United States District Court, D. Colorado
ORDER GRANTING MOTION TO DISMISS
BROOKE JACKSON JUDGE
Douglas County, Colorado, Lesa Adame, and Carl Garza move to
dismiss pursuant to Federal Rule of Civil Procedure 12(b)(1)
and 12(b)(6) for failure to state a claim on which relief
could be granted. The motion is granted.
claims are the latest in a series of litigations to arise out
of a welfare check on a home in Colorado. Mr. and Mrs. Doe
have ten children, including the three plaintiffs in this
case. At the time of the events alleged in this case, the
family lived in Kansas but were staying with friends in
spring of 2008, allegations first surfaced that a relative
was abusing some of the children. Mr. and Mrs. Doe reported
the first allegations to the Kansas Department of Social and
Rehabilitation Services (“SRS/DCF”) in June
2008. Thereafter Mr. and Mrs. Doe began a
fast-souring relationship with SRS/DCF and in particular with
the social worker assigned to them, Monica Gildner, and
Gildner’s supervisors, Angela Webb and Tina Abney.
April 20, 2009 the Kansas District Attorney’s Office
filed ten Child-in-Need-of-Care petitions in Kansas state
court, one for each child. These petitions requested
termination of Mr. and Mrs. Doe’s parental rights,
appointment of a permanent custodian for the children,
temporary removal of the children from Mr. and Mrs.
Doe’s custody, and an order of child support. A
non-emergency hearing was set for May 11, 2009.
between April 20, 2009 and April 30, 2009, Mrs. Doe took the
ten children to Colorado. They stayed at the home of family
friends Dr. and Mrs. G in Douglas County. Presumably upon
learning of this, the Kansas state court served ten ex parte
orders of protective custody on Mr. Doe, who had remained in
Kansas. Plaintiffs acknowledge that the ex parte orders
contain “alarm[ing]” allegations that Mr. and
Mrs. Doe had abused their children. ECF No. 12 ¶ 116.
However, plaintiffs maintain that these allegations are false
and based on “fraudulent misrepresent[ations]”
that were retaliatory in nature. Id. ¶¶
6, 2009 two Colorado state authorities-defendant Lesa Adame,
a Douglas County social worker, and defendant Carl Garza, a
Douglas County Sheriff’s deputy-visited the Doe family
at Dr. and Mrs. G’s Colorado home. It is this visit
that forms the foundation of the complaint. Plaintiffs allege
that at the home, Adame and Garza misrepresented the ex parte
orders by incorrectly claiming that they provided for Kansas
to take custody of the children, and that they used threats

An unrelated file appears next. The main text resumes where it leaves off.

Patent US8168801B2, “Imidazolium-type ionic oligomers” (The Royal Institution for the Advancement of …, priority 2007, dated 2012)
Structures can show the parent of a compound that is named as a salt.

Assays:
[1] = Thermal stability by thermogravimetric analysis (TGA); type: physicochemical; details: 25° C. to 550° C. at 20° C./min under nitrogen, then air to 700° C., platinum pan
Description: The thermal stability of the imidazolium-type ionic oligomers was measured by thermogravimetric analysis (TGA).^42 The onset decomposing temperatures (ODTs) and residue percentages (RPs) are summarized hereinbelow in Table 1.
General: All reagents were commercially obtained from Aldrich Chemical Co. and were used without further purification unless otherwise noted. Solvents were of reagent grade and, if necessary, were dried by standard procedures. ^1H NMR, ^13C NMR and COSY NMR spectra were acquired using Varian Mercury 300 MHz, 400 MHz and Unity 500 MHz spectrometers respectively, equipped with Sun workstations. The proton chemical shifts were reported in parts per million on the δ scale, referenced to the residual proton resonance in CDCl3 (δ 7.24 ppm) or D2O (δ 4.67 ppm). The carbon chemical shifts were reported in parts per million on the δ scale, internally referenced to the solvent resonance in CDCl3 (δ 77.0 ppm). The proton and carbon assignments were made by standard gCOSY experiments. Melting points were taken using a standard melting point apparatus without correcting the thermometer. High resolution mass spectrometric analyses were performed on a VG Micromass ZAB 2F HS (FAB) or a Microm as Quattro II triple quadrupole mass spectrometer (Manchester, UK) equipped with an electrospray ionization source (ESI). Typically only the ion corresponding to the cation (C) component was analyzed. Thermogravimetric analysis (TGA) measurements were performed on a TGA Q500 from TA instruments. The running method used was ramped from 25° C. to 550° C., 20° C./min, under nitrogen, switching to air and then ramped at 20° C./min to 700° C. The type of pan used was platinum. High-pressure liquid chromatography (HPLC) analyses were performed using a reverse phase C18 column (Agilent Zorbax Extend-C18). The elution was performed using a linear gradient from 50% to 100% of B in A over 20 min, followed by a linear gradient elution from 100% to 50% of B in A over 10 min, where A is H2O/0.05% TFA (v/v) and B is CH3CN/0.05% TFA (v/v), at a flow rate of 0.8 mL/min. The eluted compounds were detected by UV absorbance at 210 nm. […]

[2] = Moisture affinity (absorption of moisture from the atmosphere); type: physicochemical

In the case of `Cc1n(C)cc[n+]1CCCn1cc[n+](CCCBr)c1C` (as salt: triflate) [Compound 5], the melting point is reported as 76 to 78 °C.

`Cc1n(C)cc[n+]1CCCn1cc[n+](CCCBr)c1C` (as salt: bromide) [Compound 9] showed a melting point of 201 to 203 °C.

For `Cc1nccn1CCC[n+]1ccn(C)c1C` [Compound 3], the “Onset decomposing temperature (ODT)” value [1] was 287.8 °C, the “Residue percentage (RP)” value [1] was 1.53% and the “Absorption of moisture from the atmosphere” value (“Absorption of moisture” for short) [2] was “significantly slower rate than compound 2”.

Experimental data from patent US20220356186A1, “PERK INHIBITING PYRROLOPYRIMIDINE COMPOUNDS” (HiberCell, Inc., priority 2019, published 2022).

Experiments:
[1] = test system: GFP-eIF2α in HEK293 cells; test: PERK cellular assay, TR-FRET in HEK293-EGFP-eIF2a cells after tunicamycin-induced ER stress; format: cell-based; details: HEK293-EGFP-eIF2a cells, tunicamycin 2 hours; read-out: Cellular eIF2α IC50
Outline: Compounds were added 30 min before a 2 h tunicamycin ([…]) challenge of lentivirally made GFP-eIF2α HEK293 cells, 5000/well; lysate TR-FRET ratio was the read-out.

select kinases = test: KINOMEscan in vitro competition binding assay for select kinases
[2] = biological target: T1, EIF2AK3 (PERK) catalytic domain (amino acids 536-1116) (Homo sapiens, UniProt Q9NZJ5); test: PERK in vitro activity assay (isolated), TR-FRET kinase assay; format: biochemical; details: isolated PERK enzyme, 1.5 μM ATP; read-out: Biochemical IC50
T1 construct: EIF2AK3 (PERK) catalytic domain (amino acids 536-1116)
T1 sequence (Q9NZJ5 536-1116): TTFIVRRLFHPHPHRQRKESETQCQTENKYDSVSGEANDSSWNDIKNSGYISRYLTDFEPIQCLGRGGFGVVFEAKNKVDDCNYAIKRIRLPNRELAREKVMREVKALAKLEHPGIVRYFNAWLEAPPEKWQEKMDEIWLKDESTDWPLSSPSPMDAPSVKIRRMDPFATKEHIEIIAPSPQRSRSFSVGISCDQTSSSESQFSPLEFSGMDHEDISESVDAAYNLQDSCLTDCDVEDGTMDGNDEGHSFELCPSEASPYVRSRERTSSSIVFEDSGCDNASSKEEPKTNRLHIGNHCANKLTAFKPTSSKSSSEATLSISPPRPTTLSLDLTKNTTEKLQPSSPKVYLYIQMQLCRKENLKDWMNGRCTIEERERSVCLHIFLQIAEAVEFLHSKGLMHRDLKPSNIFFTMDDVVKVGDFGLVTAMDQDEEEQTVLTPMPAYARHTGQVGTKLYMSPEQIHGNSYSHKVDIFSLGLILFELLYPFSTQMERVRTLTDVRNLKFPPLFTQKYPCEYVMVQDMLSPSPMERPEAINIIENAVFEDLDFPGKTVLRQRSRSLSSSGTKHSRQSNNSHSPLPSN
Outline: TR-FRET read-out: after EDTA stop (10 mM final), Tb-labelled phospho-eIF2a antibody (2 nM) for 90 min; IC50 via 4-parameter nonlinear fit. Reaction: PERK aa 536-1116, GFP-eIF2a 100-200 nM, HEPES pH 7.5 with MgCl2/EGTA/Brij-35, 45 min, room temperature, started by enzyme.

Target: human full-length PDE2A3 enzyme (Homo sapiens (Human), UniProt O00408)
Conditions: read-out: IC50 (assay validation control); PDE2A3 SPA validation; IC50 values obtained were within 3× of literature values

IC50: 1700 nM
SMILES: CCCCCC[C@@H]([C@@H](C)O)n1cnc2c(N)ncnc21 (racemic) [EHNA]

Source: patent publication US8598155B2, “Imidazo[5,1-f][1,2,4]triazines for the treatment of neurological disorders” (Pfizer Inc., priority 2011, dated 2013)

and intimidation to enter the house. Once inside, Adame
communicated that Kansas was taking custody of the children
and restricting Mr. and Mrs. Doe’s communication with
the children. Adame and Garza informed Dr. and Mrs. G that
Kansas state authorities would be arriving at an unspecified
time to take physical custody of the children. Instead of
waiting for the authorities to arrive in Colorado, Dr. and
Mrs. G transported the children back to Kansas and delivered
them to SRS/DCF custody themselves. Dr. G requested temporary
custody of the children, or alternatively for the
children’s paternal grandparents to take custody.
SRS/DCF denied this request, separated the children, and
placed them with foster families.
2015, upon reaching the age of majority, two of
plaintiffs’ older siblings-N.E.L. and M.M.A.-filed suit
related to the 2009 conduct (“older siblings’
complaint”). See N.E.L. v. Douglas Cty.,
Colo., No. 15-CV-02847-REB-CBS, 2017 WL 1242992, at *1,
2 n.2 (D. Colo. Jan. 27, 2017), aff'd, 740
F.App'x 920 (10th Cir. 2018), reh'g denied
(July 17, 2018), cert. denied sub nom. N.E.L. v. Douglas
Cty., Colo., 139 S.Ct. 1320 (2019). Plaintiffs named as
defendants Douglas County, Adame, Garza, Gildner, Webb, and
older siblings’ complaint asserted six § 1983
claims under the Fourth Amendment and Fourteenth Amendment:
(1) that all defendants violated the Fourth Amendment by
“approv[ing] and/or conduct[ing] an unlawful seizure .
. . by which Plaintiffs were deprived of their liberty
without due process when they were prohibited . . . from any
movement or travel with their mother, father and
grandparents;” (2) that Gildner, Webb, and Abney
violated the Fourth Amendment by holding plaintiffs
“against their will for five days prior to a hearing on
the CINC petitions;” (3) that Adame, Garza, Gildner,
Webb, and Abney violated plaintiffs’ Fourteenth
Amendment right to maintain a familial relationship; (4) that
Adame, Garza, Gildner, Webb, and Abney conspired to deprive
plaintiffs of their constitutional rights; (5) that
plaintiffs were entitled to exemplary damages because
“[t]he actions of Gildner, Abney, Webb, Adame and Garza
were attended by retaliation, malice, ill will, intent and/or
recklessness, [and] callous disregard of [p]laintiffs’
rights, or indifference to [p]laintiffs’ rights;”